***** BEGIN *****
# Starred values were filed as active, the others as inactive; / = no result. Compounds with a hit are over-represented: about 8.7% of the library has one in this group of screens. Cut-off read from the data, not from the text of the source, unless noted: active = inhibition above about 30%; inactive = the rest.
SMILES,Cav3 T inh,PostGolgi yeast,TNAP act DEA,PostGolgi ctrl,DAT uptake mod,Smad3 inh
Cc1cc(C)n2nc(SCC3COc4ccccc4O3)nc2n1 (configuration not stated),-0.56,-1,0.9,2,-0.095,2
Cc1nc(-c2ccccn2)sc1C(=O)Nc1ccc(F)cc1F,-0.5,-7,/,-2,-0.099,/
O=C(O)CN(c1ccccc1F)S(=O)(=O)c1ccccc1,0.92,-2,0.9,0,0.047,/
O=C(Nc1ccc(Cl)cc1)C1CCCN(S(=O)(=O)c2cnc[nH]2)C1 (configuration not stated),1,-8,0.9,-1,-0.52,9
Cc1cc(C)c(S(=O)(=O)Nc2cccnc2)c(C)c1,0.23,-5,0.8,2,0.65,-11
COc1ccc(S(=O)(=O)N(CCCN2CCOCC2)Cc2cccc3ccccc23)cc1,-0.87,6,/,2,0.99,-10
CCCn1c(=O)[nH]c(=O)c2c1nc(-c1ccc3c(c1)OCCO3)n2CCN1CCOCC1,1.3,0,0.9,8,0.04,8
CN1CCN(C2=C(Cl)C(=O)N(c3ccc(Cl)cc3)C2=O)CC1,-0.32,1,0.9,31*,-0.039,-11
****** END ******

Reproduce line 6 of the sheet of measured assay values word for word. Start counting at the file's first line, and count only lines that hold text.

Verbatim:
O=C(Nc1ccc(Cl)cc1)C1CCCN(S(=O)(=O)c2cnc[nH]2)C1 (configuration not stated),1,-8,0.9,-1,-0.52,9